The nature of governance and the quality of state agencies are weak in too much of the developing world. Hence considerable donor resources have been spent on civil service reform, technical assistance and other remedies — but generally to little effect.
Nevertheless, scattered throughout poor governance countries are state agencies that work reasonably effectively and are dedicated to some aspect of the collective good. Such agencies, operating in unpromising surroundings, have come to be called ‘pockets of productivity.’ How do they come to be and to persist? This research project, which is an advanced stage of development, proposes to move our understanding of this vital question beyond the qualitative case-studies which currently populate the literature to a more systematic, quantitative and rigorous level.
The projected project will focus on the internal and external ‘political economy’ of government agencies in poor governance countries and test hypotheses from the literature on the factors that incline them toward becoming ‘pockets of productivity’. One set of hypotheses concern the ways in which an agency’s functional imperatives dictate its mode of operation and the nature of its relations with its clienteles. Another set of hypotheses focus on the external political economy and range from ones about the sequence in which an agency is able to generate costs and benefits for its internal and external constituencies to other ones about the effects of patron-client political systems.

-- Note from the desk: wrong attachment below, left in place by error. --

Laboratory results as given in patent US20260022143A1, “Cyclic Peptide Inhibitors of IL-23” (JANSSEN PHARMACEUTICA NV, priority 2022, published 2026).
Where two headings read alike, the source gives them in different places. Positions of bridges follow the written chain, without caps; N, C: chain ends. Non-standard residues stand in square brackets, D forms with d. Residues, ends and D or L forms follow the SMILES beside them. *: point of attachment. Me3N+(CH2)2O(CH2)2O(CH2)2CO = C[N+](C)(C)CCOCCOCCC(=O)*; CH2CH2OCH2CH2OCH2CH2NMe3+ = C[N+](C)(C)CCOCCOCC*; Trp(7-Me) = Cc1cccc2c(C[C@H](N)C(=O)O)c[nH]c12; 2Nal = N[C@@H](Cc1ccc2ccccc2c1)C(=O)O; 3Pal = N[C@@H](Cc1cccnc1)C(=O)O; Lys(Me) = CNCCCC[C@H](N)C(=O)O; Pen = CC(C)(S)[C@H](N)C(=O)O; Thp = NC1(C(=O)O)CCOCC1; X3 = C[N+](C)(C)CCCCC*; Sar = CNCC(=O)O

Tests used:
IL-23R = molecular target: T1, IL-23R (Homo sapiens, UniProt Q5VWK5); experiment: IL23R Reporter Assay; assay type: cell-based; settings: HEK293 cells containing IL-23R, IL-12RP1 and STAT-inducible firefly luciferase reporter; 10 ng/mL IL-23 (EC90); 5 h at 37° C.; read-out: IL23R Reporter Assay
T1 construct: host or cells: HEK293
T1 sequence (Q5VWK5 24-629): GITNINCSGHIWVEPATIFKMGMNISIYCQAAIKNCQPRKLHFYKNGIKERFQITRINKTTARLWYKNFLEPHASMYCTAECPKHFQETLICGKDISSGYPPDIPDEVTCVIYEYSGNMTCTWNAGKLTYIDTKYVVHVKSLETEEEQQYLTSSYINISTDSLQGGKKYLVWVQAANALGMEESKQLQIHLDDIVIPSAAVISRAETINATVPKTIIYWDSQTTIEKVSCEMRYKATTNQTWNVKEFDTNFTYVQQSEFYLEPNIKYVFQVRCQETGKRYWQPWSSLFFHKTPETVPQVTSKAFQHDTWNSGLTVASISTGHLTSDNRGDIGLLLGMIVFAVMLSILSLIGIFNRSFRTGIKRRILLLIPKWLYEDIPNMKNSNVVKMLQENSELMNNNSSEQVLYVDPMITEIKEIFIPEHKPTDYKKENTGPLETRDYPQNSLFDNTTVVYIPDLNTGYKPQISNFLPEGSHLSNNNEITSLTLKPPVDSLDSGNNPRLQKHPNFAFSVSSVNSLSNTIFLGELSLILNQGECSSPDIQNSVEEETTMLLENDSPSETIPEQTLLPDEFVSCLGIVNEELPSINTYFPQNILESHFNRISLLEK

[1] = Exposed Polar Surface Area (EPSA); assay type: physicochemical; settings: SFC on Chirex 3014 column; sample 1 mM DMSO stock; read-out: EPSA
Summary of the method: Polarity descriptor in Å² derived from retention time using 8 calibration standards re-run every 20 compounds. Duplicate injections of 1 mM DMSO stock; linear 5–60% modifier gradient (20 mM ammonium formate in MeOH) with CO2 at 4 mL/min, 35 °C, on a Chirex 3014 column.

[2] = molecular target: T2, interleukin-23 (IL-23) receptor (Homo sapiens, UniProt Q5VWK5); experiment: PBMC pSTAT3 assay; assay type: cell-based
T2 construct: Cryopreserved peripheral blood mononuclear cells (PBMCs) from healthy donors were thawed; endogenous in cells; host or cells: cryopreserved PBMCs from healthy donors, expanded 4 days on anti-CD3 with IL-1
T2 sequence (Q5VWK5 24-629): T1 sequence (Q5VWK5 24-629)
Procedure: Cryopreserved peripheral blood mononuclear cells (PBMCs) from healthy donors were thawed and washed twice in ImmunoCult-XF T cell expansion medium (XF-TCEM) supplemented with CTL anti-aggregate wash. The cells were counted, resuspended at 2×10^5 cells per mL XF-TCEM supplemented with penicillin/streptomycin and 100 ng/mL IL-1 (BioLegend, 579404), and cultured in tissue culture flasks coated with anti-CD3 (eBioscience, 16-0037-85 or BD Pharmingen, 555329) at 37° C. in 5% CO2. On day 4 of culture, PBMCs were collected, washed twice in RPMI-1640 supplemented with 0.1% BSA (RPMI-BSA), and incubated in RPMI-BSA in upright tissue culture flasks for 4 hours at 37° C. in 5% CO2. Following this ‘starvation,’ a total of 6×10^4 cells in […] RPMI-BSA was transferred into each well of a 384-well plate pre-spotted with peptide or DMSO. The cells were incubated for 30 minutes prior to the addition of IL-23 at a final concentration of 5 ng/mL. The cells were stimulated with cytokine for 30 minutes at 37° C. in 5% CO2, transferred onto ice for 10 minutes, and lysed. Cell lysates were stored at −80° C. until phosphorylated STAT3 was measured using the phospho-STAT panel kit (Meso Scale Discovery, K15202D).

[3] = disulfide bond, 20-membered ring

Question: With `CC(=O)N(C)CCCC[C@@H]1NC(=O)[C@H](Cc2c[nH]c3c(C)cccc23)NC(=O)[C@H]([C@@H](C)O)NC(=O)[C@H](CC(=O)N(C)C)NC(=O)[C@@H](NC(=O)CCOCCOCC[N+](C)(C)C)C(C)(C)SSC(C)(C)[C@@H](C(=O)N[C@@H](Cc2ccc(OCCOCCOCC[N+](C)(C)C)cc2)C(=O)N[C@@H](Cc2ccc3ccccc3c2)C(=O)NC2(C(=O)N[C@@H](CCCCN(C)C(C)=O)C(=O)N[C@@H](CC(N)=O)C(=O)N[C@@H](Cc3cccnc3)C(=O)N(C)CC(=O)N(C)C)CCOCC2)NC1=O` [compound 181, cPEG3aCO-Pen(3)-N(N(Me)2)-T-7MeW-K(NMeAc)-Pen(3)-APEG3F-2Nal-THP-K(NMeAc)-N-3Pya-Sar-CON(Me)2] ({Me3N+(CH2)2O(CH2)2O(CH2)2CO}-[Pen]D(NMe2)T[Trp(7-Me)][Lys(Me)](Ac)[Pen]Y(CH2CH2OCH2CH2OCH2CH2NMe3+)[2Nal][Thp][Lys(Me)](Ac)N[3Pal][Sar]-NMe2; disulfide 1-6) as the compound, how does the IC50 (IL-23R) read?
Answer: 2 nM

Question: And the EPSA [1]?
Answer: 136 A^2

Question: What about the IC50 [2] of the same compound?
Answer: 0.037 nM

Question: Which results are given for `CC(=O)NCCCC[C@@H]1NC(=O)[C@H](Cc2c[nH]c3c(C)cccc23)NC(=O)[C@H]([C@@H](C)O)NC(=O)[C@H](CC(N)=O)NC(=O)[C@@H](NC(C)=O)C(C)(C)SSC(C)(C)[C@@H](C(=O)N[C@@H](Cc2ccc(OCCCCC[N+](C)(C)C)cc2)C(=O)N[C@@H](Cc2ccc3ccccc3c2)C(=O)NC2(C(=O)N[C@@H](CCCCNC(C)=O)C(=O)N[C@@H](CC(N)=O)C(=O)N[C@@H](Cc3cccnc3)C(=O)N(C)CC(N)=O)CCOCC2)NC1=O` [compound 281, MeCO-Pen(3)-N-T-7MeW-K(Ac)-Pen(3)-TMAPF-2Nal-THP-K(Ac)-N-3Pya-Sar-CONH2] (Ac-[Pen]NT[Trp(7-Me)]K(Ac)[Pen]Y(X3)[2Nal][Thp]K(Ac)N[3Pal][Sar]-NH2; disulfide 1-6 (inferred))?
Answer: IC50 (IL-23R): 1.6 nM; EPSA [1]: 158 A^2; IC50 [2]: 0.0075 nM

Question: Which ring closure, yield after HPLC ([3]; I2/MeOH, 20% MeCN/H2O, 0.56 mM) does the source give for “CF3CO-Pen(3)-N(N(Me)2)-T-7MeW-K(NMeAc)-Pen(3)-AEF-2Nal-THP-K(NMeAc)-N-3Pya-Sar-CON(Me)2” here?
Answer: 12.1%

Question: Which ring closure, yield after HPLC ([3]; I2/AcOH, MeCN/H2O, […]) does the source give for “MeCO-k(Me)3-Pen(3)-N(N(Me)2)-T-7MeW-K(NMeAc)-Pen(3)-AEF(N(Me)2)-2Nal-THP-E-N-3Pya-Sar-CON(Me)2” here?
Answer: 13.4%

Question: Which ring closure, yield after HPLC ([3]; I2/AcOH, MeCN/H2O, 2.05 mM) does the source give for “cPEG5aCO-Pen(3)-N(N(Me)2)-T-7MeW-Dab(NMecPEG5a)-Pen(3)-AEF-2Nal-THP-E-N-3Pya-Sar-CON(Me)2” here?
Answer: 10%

The projected study will concentrate on health, agricultural and tax agencies. A matched sample of 5 ‘productive’ and 5 other agencies in each of a sample of 23 states with poor governance will be examined. Both quantitative and qualitative methods will be used.
The proposed project will extend the considerable exploratory research the Principal Investigator and his doctoral students have already undertaken related to this subject and build on his extensive experience in managing large, multi-country collaborative projects.